Necessary adjustments and transformation of IT systems and landscape naturally require more time. Many
banks proceed with a pilot without major IT changes and then plan delivery of the required IT functionality in
several waves, typically lasting 12 to 24 months.
***
The true journey is a path to transformation. By traveling along this path, individuals gain a new understanding
of their role in forming the organizations risk culture and driving its performance. We believe that the current
circumstances present a unique opportunity for banks to engage in such a journey, transform the credit
organization, and ultimately break free from the overshoot-undershoot swing pattern that often follows crises.
Banks that go the distance in this journey will position their organization to master the next series of challenges
and gain a new competitive edge that allows them to take full advantage of future growth opportunities.

Daniel Becker is an expert associate principal in the Cologne office, Holger Harreis is an associate principal
in the Dsseldorf office, Stefano Emanuele Manzonetto is an associate principal in the Milan office, Marco
Piccitto is a principal in the Milan office, and Michal Skalsky is an engagement manager in the Prague office.
Additional authors contributing to this paper:
Uwe Stegemann is a director in the Cologne office, Nils Beier is a principal in the Munich office, Andrea
Cristofori is a principal in the Rome office, Enrico Scopa is a principal in the Prague office, and Katya Defossez
is a principal in the Lyon office.

McKinsey Working Papers on Risk


1.

The Risk Revolution


Kevin Buehler, Andrew Freeman, and Ron Hulme

2.

Making Risk Management a Value-Added Function in the Boardroom


Gunnar Pritsch and Andr Brodeur

3.

Incorporating Risk and Flexibility in Manufacturing Footprint Decisions


Martin Pergler, Eric Lamarre, and Gregory Vainberg

4.

Liquidity: Managing an Undervalued Resource in Banking after the


Crisis of 2007-08
Alberto Alvarez, Claudio Fabiani, Andrew Freeman, Matthias Hauser, Thomas
Poppensieker, and Anthony Santomero

5.

Turning Risk Management into a True Competitive Advantage: Lessons


from the Recent Crisis
Gunnar Pritsch, Andrew Freeman, and Uwe Stegemann

6.

Probabilistic Modeling as an Exploratory Decision-Making Tool


Martin Pergler and Andrew Freeman

7.

Option Games: Filling the Hole in the Valuation Toolkit for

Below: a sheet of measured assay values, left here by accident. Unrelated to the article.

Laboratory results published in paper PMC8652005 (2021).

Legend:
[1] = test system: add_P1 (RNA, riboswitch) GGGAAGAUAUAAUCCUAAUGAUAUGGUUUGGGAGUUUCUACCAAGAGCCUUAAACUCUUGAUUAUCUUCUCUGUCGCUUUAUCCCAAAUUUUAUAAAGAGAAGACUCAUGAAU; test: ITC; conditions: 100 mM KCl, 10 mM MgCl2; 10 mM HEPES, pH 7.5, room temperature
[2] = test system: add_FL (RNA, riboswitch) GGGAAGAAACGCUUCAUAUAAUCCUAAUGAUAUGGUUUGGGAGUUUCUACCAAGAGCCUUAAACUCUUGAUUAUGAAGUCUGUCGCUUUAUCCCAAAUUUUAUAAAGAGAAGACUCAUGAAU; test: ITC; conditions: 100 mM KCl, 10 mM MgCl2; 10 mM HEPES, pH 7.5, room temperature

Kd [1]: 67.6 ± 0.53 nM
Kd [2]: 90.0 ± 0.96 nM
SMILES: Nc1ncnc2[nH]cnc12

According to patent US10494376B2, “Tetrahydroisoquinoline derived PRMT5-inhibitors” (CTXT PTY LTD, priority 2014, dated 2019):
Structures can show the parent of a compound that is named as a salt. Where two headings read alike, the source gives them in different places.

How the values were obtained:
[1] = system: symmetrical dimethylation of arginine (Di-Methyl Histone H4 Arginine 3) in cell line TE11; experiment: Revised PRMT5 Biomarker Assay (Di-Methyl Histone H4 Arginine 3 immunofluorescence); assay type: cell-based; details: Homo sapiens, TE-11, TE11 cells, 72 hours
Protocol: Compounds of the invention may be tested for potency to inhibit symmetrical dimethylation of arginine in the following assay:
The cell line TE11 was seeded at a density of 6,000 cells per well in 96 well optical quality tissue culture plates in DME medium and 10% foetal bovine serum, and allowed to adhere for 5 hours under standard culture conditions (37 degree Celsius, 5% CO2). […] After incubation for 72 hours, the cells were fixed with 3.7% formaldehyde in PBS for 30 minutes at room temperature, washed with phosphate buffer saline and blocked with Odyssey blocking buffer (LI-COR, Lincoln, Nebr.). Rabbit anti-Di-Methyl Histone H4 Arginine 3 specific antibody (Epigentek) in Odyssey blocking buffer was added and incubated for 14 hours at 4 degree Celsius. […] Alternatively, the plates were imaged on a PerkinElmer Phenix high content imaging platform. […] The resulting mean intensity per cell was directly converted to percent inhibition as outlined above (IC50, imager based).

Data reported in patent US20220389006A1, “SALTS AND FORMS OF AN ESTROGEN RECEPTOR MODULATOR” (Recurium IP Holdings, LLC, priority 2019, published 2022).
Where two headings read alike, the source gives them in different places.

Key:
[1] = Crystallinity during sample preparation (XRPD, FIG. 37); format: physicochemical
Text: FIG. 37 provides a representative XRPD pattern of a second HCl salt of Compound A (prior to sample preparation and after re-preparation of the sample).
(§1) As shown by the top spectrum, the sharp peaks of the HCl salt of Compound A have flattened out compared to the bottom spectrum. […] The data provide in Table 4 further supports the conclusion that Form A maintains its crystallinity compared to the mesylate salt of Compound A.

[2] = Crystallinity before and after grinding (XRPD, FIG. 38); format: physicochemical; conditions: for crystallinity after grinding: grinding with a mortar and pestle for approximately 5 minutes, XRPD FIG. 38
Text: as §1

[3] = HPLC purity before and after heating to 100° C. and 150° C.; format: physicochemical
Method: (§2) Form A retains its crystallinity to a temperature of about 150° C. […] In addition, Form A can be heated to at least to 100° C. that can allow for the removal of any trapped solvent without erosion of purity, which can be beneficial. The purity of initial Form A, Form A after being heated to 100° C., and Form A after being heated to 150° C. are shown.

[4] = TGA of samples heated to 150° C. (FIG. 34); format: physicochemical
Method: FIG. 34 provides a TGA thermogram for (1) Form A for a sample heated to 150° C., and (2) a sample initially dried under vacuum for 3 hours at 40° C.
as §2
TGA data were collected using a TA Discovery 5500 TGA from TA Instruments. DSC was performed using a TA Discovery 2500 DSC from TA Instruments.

Strategic Investment
Nelson Ferreira, Jayanti Kar, and Lenos Trigeorgis

8.

Shaping Strategy in a Highly Uncertain Macro-Economic Environment


Natalie Davis, Stephan Grner, and Ezra Greenberg

9.

Upgrading Your Risk Assessment for Uncertain Times


Martin Pergler and Eric Lamarre

10. Responding to the Variable Annuity Crisis


Dinesh Chopra, Onur Erzan, Guillaume de Gantes, Leo Grepin,
and Chad Slawner
11. Best Practices for Estimating Credit Economic Capital
Tobias Baer, Venkata Krishna Kishore, and Akbar N. Sheriff
12. Bad Banks: Finding the Right Exit from the Financial Crisis
Luca Martini, Uwe Stegemann, Eckart Windhagen, Matthias Heuser,
Sebastian Schneider, Thomas Poppensieker, Martin Fest, and
Gabriel Brennan
13. Developing a Post-Crisis Funding Strategy for Banks
Arno Gerken, Matthias Heuser, and Thomas Kuhnt
14. The National Credit Bureau: A Key Enabler of Financial Infrastructure
and Lending in Developing Economies
Tobias Baer, Massimo Carassinu, Andrea Del Miglio, Claudio Fabiani, and
Edoardo Ginevra
15. Capital Ratios and Financial Distress: Lessons from the Crisis
Kevin Buehler, Christopher Mazingo, and Hamid Samandari
16. Taking Control of Organizational Risk Culture
Eric Lamarre, Cindy Levy, and James Twining
17.

After Black Swans and Red Ink: How Institutional Investors Can Rethink
Risk Management
Leo Grepin, Jonathan Ttrault, and Greg Vainberg

18. A Board Perspective on Enterprise Risk Management


Andr Brodeur, Kevin Buehler, Michael Patsalos-Fox, and Martin Pergler
19. Variable Annuities in Europe after the Crisis: Blockbuster or Niche
Product?
Lukas Junker and Sirus Ramezani
20. Getting to Grips With Counterparty Risk
Nils Beier, Holger Harreis, Thomas Poppensieker, Dirk Sojka, and Mario
Thaten
21. Credit Underwriting After the Crisis
Daniel Becker, Holger Harreis, Stefano E. Manzonetto, Marco Piccitto,
and Michal Skalsky
22. Top-down ERM: A Pragmatic Approach to Manage Risk from the C-Suite
Andr Brodeur and Martin Pergler

EDITORIAL BOARD
Rob McNish
Managing Editor
Director
McKinsey & Company
Washington, D.C.
Rob_McNish@mckinsey.com
Martin Pergler
Senior Expert
McKinsey & Company
Montral
Martin_Pergler@mckinsey.com
Sebastian Schneider
Partner
McKinsey & Company
Munich
Sebastian_Schneider@mckinsey.com
Andrew Sellgren
Partner
McKinsey & Company
Washington, D.C.
Andrew_Sellgren@mckinsey.com
Mark Staples
Senior Editor
McKinsey & Company
New York
Mark_Staples@mckinsey.com
Dennis Swinford
Senior Editor
McKinsey & Company
Seattle
Dennis_Swinford@mckinsey.com

McKinsey Working Papers on Risk


September 2010